Why Indigenous students risk leaving home for their education: EXCERPT: The needs of First Nations children have been forgotten in a country that prides itself on having one of the best school systems in the world, writes Tanya Talaga.

Matters of Life and Death: Public Health Issues in Canada, André Picard


André Picard’s book compiles a number of his Globe and Mail health columns, covering such topics as mental health, marijuana legalization, physician-assisted death, and Canada’s health care policies. He gave Nam Kiwanuka his assessment of health reporting in this country: “I think we’re too medically focused … I think we don’t care enough about policy … I think the biggest failing of health journalism is we don’t contextualize stuff enough. There’s a new study every day, and the public gets frustrated because [the studies] seem to contradict each other. But if you put them into context, people can understand how science is — it’s self-correcting. If you don’t look at one study in isolation, you can say, ‘Listen, this is one of 20,’ and they all sort of have a trend telling this … so little things like that could make coverage better.”


Reflections on public health issues in Canada: Through his writing, André Picard shines a light into the dark corners of the health care system.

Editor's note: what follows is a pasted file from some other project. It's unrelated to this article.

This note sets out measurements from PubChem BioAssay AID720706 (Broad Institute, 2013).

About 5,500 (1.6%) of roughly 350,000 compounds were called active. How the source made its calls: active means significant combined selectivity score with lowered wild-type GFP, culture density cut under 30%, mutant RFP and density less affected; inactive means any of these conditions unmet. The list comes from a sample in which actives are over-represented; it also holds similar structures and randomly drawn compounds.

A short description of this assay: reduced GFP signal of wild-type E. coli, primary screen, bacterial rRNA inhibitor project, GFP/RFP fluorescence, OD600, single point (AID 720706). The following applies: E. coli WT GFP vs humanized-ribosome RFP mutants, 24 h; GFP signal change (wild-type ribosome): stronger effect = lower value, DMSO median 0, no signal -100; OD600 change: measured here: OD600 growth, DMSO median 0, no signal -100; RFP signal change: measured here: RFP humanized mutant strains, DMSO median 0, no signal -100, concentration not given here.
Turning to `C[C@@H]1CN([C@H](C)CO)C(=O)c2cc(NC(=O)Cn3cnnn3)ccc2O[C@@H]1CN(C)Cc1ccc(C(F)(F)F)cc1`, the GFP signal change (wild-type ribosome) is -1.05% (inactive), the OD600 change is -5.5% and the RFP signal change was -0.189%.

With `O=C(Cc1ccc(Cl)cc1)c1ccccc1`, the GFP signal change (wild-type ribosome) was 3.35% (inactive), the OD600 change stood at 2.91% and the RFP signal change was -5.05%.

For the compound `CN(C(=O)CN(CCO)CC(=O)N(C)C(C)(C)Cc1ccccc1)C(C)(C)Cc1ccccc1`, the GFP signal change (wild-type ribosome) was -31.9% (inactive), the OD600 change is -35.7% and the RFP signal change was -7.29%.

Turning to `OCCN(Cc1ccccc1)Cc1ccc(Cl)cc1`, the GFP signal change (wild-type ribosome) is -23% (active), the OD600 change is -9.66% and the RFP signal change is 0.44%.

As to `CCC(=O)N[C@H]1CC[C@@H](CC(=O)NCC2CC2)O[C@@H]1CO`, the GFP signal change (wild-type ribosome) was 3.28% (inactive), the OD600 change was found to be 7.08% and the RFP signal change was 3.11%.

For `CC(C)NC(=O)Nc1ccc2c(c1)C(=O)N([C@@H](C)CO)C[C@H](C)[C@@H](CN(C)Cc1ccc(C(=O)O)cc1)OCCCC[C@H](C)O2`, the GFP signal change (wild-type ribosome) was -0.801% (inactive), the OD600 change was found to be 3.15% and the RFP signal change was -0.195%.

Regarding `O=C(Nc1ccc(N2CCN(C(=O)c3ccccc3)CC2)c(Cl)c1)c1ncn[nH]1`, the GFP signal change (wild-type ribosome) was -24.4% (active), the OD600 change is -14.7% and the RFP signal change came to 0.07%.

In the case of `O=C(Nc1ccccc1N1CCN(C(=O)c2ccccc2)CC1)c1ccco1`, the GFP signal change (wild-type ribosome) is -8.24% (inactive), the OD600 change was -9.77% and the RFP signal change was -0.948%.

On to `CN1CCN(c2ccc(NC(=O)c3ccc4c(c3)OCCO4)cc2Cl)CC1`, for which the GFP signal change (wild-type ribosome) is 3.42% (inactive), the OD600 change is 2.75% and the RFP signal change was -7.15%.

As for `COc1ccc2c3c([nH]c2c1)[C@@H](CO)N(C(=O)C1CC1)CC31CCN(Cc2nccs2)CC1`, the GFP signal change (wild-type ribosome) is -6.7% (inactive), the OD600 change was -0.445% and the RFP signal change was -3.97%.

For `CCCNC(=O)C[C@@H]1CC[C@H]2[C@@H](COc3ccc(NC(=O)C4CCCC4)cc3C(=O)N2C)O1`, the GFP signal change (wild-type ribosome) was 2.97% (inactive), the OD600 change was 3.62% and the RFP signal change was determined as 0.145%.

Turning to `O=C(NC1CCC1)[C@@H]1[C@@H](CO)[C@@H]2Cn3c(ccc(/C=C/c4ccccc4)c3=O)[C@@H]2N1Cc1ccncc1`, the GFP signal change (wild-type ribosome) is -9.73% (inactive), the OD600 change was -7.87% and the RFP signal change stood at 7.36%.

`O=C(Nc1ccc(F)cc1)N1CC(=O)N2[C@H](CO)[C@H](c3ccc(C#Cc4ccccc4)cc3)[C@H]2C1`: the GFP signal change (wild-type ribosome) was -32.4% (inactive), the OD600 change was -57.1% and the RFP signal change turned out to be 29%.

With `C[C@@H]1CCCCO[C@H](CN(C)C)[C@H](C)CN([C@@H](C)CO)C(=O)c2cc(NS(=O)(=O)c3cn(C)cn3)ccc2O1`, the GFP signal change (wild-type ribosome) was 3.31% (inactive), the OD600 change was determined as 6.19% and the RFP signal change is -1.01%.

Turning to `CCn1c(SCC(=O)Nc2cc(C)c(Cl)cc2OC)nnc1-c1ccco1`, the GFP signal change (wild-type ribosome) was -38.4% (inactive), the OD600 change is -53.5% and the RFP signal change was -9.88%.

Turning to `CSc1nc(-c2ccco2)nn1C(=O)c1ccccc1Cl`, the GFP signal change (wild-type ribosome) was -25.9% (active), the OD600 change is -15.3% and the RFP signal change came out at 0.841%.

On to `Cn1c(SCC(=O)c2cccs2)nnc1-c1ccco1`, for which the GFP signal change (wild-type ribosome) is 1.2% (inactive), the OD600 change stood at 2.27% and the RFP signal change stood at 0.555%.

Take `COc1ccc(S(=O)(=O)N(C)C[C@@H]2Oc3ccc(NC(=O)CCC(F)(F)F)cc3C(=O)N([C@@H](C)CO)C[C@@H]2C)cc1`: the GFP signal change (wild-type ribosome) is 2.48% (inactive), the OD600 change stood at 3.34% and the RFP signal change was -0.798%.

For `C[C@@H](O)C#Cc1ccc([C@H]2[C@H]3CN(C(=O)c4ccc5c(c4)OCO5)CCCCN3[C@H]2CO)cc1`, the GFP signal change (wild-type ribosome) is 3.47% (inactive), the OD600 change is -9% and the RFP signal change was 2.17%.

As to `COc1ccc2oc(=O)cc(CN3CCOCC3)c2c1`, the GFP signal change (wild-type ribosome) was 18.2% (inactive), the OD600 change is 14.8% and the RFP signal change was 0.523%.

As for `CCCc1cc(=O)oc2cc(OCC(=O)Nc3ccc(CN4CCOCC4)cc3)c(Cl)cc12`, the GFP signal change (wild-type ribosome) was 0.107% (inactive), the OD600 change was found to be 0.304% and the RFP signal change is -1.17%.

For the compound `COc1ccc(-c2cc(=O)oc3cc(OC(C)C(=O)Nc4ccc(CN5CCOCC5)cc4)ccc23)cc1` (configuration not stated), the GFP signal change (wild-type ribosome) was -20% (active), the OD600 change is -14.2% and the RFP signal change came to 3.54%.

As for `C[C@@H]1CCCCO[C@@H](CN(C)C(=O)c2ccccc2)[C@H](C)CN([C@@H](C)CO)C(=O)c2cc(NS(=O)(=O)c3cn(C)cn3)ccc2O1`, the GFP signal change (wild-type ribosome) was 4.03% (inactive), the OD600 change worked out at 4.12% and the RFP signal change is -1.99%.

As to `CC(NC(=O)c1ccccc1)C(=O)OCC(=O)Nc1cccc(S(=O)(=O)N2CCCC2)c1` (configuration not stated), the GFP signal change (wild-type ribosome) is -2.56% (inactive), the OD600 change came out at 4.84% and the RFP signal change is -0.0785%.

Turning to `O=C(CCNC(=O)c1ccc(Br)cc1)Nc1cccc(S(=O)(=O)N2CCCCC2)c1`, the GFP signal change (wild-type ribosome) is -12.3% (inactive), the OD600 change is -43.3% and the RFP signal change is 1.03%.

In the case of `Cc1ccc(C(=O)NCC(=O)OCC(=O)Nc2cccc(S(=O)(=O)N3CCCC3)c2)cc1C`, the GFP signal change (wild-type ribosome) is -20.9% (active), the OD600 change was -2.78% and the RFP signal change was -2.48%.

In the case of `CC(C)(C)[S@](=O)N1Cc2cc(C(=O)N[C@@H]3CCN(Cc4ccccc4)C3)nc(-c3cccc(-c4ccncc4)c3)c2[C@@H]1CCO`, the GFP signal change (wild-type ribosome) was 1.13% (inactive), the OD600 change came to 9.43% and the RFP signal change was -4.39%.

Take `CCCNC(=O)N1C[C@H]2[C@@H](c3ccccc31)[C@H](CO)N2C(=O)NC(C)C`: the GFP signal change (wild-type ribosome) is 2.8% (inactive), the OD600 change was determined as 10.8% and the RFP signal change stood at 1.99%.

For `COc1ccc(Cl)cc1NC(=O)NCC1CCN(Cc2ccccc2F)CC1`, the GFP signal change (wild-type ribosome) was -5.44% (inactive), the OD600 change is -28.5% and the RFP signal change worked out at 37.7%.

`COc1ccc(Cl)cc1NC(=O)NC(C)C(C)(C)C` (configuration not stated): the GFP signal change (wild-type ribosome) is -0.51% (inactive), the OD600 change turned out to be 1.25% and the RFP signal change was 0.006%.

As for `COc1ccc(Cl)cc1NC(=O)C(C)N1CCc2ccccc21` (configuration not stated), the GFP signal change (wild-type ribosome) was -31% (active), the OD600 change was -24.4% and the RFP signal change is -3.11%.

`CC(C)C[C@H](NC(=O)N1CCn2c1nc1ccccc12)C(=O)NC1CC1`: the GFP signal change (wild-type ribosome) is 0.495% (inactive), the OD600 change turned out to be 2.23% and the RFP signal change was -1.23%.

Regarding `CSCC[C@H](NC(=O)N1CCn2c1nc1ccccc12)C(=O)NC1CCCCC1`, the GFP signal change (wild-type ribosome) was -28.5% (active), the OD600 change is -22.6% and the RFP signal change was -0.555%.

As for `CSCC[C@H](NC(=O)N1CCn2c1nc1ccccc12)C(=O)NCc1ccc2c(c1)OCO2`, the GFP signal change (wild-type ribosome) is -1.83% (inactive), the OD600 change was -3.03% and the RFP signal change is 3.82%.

Fairly Equal: Lawyering the Feminist Revolution, Linda Silver Dranoff

In 1969, Linda Silver Dranoff was one of only 14 women entering Osgoode Hall Law School in Toronto. Now the numbers exceed 50 per cent. In her 38-year law career, Dranoff has seen many legal advances related to women’s rights. Her book weaves together her personal story with Canada’s feminist history. In its introduction, she writes, “I am writing this for feminists —egalitarian women and men — of the present and future. Knowing what we faced, what we achieved, and how easily it can be taken away hopefully will encourage vigilance and sisterhood and solidarity in those who follow us. It doesn’t have to be the way it was.”


Blazing a trail for feminism and the law: Through a combination of memoir and social history, Linda Silver Dranoff presents an eyewitness account of the revolution in women’s legal rights under the law.

Game Change: The Life and Death of Steve Matador and the Future of Hockey, Ken Dryden


In Game Change, former NHL goaltender and six-time Stanley Cup winner Ken Dryden advocates for an end to the headshots that have ended careers and lives. NHL defenceman Steve Matador, who experienced multiple blows to the head during his 12 years as a player, died in 2015 at the age of 35. “Anybody who knows the history of hockey knows that from virtually the beginning, we knew there was a vulnerability to the head,” he told Steve Paikin. “That’s why we created the high-sticking penalty. You don’t high stick a shoulder; you high stick a head. It’s why we created an elbowing penalty ... The speed of the game [now] means less space, less time, more forceful collisions.”